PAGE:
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Miami Is a Brief Home for Flowers from Around the World

Miami Is a Brief Home for Flowers from Around the World on

Miami is where a flower’s life begins in the U.S.

There are other travelers visiting Miami International Airport (MIA), and they’re not human. If you’re at MIA, you may notice a wonderful smell in the air. That smell likely comes from all the flowers that make a pitstop in Florida before they head off on the next leg of their journey.

A flower’s journey is a quick one, with very little downtime for the blossom. If you bought a flower, chances are good that it visited Miami before it ever landed in your hands. Why’s that? Because nearly 80 percent of all cut flowers, you buy come from another country. With that amount coming in from around the world, it’s easy to see how flowers rank so high among imported goods.

Where do they come from?

UPS transports billions of cut flowers to the US every year, and each flower has a specific country of origin. Those roses you’re preparing could have come from Colombia, Ecuador, Kenya, or India. If it’s tulips your customers prefer, they could be coming in from Holland. That carnation that will wind up in someone’s centerpiece could have come from India, Kenya, or China. If the rose, iris, or lily did originate in the U.S., it likely came from California.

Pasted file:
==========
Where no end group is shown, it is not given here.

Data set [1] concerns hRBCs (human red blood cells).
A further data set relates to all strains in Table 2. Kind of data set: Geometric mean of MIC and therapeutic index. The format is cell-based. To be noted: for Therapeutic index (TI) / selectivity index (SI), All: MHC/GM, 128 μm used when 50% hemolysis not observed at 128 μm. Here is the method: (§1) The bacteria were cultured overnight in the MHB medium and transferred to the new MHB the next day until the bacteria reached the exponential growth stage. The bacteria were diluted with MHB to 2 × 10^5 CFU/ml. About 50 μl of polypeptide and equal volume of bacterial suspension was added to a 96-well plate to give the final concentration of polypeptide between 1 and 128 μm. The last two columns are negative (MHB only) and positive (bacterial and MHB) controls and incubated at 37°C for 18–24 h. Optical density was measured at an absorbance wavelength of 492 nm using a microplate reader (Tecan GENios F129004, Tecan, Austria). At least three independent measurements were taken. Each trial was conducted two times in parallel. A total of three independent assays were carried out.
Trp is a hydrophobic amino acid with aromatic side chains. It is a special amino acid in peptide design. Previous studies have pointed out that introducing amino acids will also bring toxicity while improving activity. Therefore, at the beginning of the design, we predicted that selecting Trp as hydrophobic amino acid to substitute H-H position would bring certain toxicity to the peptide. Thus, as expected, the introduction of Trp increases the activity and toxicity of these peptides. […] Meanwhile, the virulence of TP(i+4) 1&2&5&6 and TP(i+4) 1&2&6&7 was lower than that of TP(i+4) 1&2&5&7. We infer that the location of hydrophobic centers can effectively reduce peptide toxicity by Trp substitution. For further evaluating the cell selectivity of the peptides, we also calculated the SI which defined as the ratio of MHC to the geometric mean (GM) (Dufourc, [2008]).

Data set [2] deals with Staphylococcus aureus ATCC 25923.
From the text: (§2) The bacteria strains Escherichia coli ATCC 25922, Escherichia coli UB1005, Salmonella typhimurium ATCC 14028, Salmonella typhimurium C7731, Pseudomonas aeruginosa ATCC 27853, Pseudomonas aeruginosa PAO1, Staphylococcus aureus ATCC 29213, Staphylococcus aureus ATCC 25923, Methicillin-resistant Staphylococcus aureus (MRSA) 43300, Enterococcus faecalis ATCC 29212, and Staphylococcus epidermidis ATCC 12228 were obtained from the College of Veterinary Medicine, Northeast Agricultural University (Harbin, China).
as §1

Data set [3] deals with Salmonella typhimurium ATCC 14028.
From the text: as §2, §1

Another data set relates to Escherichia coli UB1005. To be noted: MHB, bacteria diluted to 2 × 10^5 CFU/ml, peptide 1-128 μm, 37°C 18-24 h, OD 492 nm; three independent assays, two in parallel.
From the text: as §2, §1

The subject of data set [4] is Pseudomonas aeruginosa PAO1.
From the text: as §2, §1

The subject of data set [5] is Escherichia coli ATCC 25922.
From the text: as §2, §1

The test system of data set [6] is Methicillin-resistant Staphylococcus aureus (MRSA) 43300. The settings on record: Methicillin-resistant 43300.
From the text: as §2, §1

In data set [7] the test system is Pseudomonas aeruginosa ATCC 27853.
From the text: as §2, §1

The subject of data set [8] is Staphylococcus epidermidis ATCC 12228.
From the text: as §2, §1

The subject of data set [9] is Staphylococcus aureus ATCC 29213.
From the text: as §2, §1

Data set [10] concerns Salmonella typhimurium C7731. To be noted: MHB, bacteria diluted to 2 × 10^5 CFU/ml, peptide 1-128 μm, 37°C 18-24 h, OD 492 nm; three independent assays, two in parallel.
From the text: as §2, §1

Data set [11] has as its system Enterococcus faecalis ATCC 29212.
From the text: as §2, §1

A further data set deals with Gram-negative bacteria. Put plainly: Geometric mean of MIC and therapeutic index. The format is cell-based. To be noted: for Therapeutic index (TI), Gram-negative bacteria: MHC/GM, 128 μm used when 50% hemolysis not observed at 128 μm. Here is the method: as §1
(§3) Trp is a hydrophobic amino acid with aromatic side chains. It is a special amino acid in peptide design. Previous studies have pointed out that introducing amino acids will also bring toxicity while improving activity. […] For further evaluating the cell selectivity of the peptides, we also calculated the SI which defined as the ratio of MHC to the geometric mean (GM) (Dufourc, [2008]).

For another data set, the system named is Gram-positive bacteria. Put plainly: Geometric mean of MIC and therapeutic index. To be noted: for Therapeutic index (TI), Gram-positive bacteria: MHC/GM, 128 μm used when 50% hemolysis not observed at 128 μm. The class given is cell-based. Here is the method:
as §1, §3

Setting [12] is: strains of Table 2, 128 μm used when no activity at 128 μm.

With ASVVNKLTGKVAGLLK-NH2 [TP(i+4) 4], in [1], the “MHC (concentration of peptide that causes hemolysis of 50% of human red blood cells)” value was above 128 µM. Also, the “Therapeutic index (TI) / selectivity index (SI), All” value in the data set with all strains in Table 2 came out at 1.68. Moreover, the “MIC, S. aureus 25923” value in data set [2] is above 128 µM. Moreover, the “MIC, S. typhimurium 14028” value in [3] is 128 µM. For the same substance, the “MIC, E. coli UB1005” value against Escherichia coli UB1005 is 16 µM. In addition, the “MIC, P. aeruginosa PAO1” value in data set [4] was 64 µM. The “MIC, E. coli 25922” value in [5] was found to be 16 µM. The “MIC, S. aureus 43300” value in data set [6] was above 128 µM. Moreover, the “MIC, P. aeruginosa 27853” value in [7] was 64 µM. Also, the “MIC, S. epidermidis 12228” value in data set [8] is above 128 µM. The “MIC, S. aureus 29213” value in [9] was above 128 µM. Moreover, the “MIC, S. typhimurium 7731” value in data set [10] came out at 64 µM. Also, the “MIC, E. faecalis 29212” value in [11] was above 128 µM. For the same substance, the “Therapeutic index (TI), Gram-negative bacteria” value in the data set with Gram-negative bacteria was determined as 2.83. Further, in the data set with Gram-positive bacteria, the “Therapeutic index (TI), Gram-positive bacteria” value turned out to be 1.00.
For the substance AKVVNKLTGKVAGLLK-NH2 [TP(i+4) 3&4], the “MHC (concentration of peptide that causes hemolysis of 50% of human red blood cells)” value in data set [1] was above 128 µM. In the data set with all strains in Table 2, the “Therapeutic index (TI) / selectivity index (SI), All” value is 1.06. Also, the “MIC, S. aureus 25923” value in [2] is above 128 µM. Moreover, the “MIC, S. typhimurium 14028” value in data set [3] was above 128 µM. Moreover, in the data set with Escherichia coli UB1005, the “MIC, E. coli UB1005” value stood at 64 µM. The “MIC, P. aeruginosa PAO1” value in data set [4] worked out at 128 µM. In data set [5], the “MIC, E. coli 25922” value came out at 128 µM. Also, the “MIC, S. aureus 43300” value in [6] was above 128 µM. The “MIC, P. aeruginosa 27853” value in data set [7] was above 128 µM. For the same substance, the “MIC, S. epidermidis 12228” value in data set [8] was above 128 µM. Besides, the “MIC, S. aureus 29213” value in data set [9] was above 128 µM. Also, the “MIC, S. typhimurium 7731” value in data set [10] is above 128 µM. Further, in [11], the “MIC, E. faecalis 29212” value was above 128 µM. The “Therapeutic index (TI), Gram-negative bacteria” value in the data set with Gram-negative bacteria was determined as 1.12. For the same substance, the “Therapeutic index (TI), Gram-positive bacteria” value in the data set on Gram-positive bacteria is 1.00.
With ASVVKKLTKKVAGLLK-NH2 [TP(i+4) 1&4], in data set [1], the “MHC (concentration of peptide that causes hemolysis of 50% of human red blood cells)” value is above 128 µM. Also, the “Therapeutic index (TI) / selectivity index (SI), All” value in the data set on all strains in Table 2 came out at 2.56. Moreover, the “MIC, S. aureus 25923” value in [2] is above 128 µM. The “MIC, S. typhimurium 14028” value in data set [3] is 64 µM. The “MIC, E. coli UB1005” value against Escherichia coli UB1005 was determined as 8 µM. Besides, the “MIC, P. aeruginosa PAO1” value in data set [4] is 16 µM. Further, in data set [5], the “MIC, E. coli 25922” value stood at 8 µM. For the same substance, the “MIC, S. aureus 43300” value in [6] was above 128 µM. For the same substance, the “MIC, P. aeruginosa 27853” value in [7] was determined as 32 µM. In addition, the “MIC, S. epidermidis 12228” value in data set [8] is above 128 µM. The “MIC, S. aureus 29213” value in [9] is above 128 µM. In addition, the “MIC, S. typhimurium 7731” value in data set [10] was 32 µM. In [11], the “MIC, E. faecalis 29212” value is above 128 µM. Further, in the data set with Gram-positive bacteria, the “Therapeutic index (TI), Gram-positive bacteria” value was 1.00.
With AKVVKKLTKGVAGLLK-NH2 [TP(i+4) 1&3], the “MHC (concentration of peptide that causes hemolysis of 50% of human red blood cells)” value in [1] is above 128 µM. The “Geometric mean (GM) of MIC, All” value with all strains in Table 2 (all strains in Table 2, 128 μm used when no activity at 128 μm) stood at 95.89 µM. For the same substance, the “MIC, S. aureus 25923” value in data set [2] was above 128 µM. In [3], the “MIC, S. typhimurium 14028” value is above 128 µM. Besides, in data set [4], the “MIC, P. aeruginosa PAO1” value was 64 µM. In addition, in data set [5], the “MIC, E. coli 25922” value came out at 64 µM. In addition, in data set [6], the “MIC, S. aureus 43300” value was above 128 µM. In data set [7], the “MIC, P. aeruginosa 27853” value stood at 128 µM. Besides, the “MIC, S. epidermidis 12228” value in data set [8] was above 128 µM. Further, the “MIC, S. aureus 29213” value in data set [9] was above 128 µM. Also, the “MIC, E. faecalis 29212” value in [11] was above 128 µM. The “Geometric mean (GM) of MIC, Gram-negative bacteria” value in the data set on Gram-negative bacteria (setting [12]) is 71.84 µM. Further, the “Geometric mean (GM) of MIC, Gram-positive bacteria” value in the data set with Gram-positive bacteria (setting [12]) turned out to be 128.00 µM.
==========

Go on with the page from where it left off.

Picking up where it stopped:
While there are certainly more ports flowers come through into the US, the most popular is in Miami. Other ports of entry just don’t have the space to handle the demand of the floral industry.

But it’s not over for flowers when they arrive in Miami.

What happens when they arrive?

Cut flowers need cold storage, and they find it in abundance at MIA in a cold warehouse the size of five basketball courts. Since these flowers are coming from other countries, they need to be analyzed for alien pests that could infect domestic plants.

The Customs and Border Protection Agency have agents specially trained for agriculture, and depending on the season, they could inspect millions of flowers. Sometimes they find more than pests trying to be smuggled into the country through the boxes the flowers come in and in the actual plant itself. It takes a keen eye to notice some of these abnormalities in the flowers, but the agents are highly trained and adept at catching discrepancies in shapes and appearance of plants.

Once the flowers are cleared, MIA has special warehouses for each of the flowers to be sorted into and stored. Now that they’re cleared, they’re ready to be transported to shops eager to display the gorgeous blooms for their customers to share with those who matter most to them.

Now that you know how flowers get to you and where they come from, why not take a look at our new additions? We’re particularly fond of the alstroemeria and the gerberas and think they would make a real impression with your customers. They’ve certainly stolen our heart.

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Flower Distributor

Flower Distributor